• most common editorial focus is crime (20% of press stood and 26% of broadcast news)
  • business/consumer news (12% and 13%)
  • Health (10% and 7%)
  • Entertainment: more prevalent in the press than broadcast news.
  • 72% of newspaper articles were written by named journalists
  • quarter of cases there was no clear indication of who had written the story
  • 1% of stories were directly attributed to the Press Association
  • Newspapers give the impression that they depend on their own journalists rather than agencies or outside sources. Case study?
  • Nearly half of all press stories appeared to come wholly or mainly from agency services. Essay question
  • Churning out news-PA copy from the day before and remaining information replicated information reported in two articles in The Sun and Evening Standard the day before
  • Daily Mail: often attributes agency stories to a “Daily Mail reporter”
  • E.g. story about the health risks of eating oily fish (Daily Mail reporter, 2006) directly replicates facts and quotations taken from PR stories and another from a regional news agency by Mercury. Case study?
  • The Mail uses much of the basic information provided by PA, but writes an advertiser piece which uses additional country research and opinion provided by health campaigners.
  • agency stories themselves be based on PR material: PA reporters complain of a heavy workload based on writing up to 10 stories a day, making them, in turn, heavily dependent on pre-packaged news (Lewis et al., 2006b p.49)
  • Example of PR playing an agenda-setting role
  • Nearly 1 in 5 newspaper storied and 17% of broadcast storied were verifiably derived mainly or wholly from PR material or activity
  • Mail: new hay fever vaccine reproduced a private press release from the drug company Cytos without adding any additional material (Montague, 2006) Case study
  • Both press and broadcast: shorter items are particularly likely to be based on PR material. Case Study

Setting the agenda:

  • 11% press 14% broadcast still verifiably reliant on PR for much of their content, but consult a range of sources, PR is playing an agenda-setting role on these occasion
  • Independent uses a range of press releases to tackle to complex subject of international trade negotiations. (Thornton, 2006)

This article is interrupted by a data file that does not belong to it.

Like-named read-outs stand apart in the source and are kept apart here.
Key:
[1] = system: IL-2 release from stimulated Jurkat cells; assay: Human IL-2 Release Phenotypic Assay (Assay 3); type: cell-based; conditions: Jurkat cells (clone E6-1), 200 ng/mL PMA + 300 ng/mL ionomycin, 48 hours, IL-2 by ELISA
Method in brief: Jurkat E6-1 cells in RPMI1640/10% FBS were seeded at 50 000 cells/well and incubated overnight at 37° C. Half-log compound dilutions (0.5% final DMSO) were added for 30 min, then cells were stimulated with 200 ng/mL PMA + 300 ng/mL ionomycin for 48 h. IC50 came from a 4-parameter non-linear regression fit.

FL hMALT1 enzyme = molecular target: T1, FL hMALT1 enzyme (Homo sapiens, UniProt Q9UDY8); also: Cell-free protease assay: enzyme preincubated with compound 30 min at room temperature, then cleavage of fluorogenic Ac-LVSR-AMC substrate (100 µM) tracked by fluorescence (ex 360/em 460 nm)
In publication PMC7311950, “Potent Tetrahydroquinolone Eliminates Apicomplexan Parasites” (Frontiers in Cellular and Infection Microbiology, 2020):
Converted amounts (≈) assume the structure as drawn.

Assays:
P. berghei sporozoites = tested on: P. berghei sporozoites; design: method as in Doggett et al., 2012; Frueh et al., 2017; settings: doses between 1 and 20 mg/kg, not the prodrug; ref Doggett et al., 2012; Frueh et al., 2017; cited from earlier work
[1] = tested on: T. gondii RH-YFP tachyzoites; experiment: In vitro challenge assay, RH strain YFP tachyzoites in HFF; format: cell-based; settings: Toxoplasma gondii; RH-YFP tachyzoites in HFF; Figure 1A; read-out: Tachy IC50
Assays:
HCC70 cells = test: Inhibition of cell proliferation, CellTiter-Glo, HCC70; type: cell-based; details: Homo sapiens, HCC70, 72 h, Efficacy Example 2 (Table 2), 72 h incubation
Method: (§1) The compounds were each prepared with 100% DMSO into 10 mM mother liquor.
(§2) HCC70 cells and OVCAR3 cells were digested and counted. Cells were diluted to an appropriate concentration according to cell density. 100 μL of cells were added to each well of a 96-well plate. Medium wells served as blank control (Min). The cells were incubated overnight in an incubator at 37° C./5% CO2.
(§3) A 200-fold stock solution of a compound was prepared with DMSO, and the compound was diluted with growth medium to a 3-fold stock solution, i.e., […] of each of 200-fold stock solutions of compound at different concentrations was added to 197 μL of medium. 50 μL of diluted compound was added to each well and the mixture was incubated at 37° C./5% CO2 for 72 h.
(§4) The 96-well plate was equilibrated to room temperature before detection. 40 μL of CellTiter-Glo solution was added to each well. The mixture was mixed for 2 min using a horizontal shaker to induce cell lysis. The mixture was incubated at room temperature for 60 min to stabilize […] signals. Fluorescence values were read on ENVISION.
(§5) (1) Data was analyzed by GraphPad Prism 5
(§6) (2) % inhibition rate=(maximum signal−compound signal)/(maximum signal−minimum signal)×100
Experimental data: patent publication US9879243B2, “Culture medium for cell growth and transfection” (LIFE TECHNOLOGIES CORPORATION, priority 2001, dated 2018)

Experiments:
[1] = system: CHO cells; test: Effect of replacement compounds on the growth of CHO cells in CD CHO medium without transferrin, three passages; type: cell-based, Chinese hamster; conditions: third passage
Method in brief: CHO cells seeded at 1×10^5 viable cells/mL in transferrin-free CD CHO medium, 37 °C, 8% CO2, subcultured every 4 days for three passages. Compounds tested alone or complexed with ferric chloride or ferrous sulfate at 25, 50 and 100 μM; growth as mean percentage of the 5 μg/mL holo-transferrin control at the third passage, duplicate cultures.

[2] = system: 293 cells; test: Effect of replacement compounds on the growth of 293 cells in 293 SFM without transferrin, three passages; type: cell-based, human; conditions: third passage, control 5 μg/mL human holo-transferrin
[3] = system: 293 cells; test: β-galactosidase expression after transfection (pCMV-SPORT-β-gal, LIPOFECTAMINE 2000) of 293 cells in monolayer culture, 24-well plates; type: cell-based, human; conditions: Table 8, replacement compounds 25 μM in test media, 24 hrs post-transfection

• where PR material was used, more contextual information was found in the broadcast media than in print
  • data suggest that while broadcast news often uses PR to prompt a story, they are more likely than the press to develop that story independently
  • ‘take a sample of stories in business, politics and a couple of other sectors and see how often the phrase ‘‘sources close to’’ appears … on the one hand it’s an absolutely admirable and necessary pillar of journalism that sources remain anonymous … on the other hand it’s become a by-word for not having to justify insufficient research because you can just rely on one source.’ (Lewis et al., 2006b, p. 21)
  • 37 per cent of stories are based mainly or wholly on PR material- reflects the volume of PR material that comes from the health and pharmaceutical industries, as well as pressures on health reporters to produce a high volume of stories.
  • . News, especially in print, is routinely recycled from elsewhere, and yet the widespread use of other material is rarely attributed to its source (e.g. ‘‘according to PA…’’ or ‘‘a press release from X suggests that…’’). Such practices would, elsewhere, be regarded as straightforward plagiarism.
  • ESSAY: most journalists operate under economic, institutional and organisational constraints which require them to draft and process too many stories for publication to be able to operate with the freedom and independence necessary to work effectively.

Leave a Reply

Fill in your details below or click an icon to log in:

WordPress.com Logo

You are commenting using your WordPress.com account. Log Out /  Change )

Google+ photo

You are commenting using your Google+ account. Log Out /  Change )

Twitter picture

You are commenting using your Twitter account. Log Out /  Change )

Facebook photo

You are commenting using your Facebook account. Log Out /  Change )


Connecting to %s